What is the importance of the setting in Geraldine Brooks' novel Caleb's Crossing?

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Geraldine Brooks was born and raised in Australia, but currently maintains a residence on Martha’s Vineyard, the small, idyllic island off the coast of Massachusetts that today serves as a tranquil getaway for the wealthy.  That Brooks chose to place the setting of her novel Caleb’s Crossing on Martha’s Vineyard, as well as in Cambridge, is a product of her fascination with that region’s local history and, in particular, with the legacy of Caleb Cheeshahteaumauk, a member of the Wampanoag tribe who became the first Native American to graduate from Harvard University.  Cheeshahteaumauk’s story inspired Brooks and she placed this historical figure at the center of her novel about the clashes and assimilations involving the colonization of what is now called New England.  The earliest settlers in Massachusetts, of course, were the Puritans, many of whom saw as their mission the conversion of the indigenous population to Christianity.  Because Caleb’s Crossing was inspired by the real-life figure of Caleb Cheeshahteaumauk, and because Brooks is enamored of the history of her adopted home, which included the Puritan settlements and the inevitable clashes between their and the indigenous peoples’ cultures, the setting for Brooks’ novel is vital to the construct of her story.

While Caleb’s Crossing was inspired by Caleb Cheeshahteaumauk, however, the novel’s main protagonist and narrator is Bethia Mayfield, the daughter of a Calvinist minister, whose mother and twin brother Zuriel have both died, along with the infant brother during whose aborted birth the mother passed away.  Again, Brooks’ choice of setting is important in that, by focusing on the trials and tribulations of a minister in 17th Century Massachusetts, a major part of whose mission in life is the conversion of the native population to Christianity, and who takes into his home the young Wampanoag Caleb, whose relationship to Bethia would prove among the novel’s most pivotal, the author has reaped fertile literary ground.  The novel’s setting provides the basis for myriad conflicts while indulging the author’s interest in the first Native American to graduate from what would become the nation’s, and possibly the world’s, most prestigious academic institution.  Beyond the drama inherent to that time and place – 17th Century North American history – Brooks use of the small island that would become one of country’s most notable locales for the rich and famous to escape the omniscience of the tabloid media provided a built-in setting of definite geographical and cultural parameters.  Bethia grows up on that island, by nature an isolated and potentially claustrophobic environment, and initially views its inhabitants as subhuman.  Early in the novel, Brooks has his narrator provide a description of her earliest impressions:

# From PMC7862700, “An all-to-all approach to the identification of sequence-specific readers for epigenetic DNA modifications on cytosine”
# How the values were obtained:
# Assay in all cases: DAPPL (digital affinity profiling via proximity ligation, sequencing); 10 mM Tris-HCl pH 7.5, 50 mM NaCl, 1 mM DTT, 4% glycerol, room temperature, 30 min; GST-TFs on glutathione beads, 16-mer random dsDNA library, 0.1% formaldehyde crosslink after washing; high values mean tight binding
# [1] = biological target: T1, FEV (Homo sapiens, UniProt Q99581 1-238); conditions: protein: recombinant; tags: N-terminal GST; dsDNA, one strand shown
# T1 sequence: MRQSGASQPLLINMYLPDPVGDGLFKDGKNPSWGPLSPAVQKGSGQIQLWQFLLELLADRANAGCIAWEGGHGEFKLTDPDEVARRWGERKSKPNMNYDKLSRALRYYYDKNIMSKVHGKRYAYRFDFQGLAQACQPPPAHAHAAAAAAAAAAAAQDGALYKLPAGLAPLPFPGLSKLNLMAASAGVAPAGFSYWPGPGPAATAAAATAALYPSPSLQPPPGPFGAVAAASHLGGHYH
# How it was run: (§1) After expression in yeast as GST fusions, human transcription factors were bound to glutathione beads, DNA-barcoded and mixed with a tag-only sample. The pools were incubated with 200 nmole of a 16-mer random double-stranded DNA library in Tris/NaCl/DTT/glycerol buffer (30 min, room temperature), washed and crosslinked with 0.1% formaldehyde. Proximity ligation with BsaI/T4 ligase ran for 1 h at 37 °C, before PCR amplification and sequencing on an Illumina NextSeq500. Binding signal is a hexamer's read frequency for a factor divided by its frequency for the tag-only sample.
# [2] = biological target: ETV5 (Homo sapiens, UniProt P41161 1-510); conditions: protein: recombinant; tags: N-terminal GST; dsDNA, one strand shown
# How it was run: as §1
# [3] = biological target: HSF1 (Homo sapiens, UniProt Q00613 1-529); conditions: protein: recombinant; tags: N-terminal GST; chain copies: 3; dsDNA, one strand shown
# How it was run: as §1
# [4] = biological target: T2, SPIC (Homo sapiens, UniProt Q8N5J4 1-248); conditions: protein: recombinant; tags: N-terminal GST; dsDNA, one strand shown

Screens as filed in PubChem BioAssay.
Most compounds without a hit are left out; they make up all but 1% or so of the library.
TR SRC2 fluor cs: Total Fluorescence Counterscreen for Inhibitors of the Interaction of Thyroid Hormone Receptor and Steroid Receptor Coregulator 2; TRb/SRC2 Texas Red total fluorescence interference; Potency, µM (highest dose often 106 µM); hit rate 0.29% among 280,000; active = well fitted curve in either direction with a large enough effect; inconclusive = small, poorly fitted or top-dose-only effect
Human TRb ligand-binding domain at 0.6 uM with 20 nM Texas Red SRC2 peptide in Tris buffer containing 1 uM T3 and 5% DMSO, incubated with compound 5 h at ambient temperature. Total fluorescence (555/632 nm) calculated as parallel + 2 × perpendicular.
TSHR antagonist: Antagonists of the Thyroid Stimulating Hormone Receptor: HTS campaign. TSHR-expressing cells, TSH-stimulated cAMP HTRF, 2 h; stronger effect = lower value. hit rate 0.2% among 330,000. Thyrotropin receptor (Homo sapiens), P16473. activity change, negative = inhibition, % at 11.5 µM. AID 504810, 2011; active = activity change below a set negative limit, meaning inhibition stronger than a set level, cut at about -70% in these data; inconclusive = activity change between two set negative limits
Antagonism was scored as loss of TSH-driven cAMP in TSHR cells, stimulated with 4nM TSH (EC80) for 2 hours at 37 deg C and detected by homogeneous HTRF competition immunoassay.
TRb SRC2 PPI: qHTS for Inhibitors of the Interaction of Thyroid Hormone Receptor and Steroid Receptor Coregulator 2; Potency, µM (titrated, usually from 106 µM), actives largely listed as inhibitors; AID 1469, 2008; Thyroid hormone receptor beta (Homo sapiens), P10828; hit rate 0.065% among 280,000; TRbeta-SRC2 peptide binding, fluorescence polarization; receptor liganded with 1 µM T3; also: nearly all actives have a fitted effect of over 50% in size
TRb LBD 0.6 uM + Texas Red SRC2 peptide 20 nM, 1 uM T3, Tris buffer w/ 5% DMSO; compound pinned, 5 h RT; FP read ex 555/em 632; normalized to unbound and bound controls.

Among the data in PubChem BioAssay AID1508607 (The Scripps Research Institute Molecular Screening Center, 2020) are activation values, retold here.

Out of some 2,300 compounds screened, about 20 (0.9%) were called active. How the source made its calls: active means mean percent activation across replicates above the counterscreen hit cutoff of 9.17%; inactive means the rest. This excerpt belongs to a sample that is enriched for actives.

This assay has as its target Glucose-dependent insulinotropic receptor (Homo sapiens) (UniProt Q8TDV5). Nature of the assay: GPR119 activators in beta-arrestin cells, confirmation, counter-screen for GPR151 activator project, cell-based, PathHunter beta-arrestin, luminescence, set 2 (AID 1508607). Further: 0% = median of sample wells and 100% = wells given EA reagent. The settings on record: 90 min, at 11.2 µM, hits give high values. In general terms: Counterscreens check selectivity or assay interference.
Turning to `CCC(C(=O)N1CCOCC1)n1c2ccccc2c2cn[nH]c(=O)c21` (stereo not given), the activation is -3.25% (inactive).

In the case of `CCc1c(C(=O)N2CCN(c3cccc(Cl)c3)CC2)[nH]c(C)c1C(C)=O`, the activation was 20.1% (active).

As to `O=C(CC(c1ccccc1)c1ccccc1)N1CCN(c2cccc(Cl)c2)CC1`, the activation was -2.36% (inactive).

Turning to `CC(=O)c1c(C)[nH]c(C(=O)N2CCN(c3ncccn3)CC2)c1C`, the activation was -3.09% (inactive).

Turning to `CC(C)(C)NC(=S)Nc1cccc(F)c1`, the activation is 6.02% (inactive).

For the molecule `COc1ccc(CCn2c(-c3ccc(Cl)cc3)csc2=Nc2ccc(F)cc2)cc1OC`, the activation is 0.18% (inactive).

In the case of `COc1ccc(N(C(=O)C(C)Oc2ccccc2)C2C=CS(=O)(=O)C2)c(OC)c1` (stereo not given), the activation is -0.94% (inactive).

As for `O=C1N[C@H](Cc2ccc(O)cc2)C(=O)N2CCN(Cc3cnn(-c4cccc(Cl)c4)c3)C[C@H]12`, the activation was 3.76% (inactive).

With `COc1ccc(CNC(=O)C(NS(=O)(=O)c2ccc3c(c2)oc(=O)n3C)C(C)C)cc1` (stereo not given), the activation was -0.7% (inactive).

Our neighbors.  As a child I did not think of them so.  I suppose, like everyone, I called them savages, pagans, barbarians, the heathens.  As a child, in fact, I barely thought of them at all.” [Italics is in original text]

The introduction into her life of the young Wampanoag Caleb, a native of the island, of course, would radically transform the way Bethia viewed the indigenous population.  Another factor involved in establishing setting, however, is the break between Bethia’s father and the more puritanical settlement led by John Winthrop, the governor of Massachusetts Bay colony, “a man of estimable parts, but a man increasingly willing to wield cruel punishments against those whose ideas did not accord with his own.”  Bethia’s father, a considerably more liberal and tolerant individual than the increasingly autocratic Winthrop, responded to his own break with the most powerful and influential figure in Massachusetts by relocating to Martha’s Vineyard. 

In conclusion, then, the setting of Caleb’s Crossing is integral and inseparable from the story Brooks chose to tell.  This novel takes place during a time and in a setting that could really only revolve around the cultural and religious conflicts that characterized the relationship between English settler and Native American.

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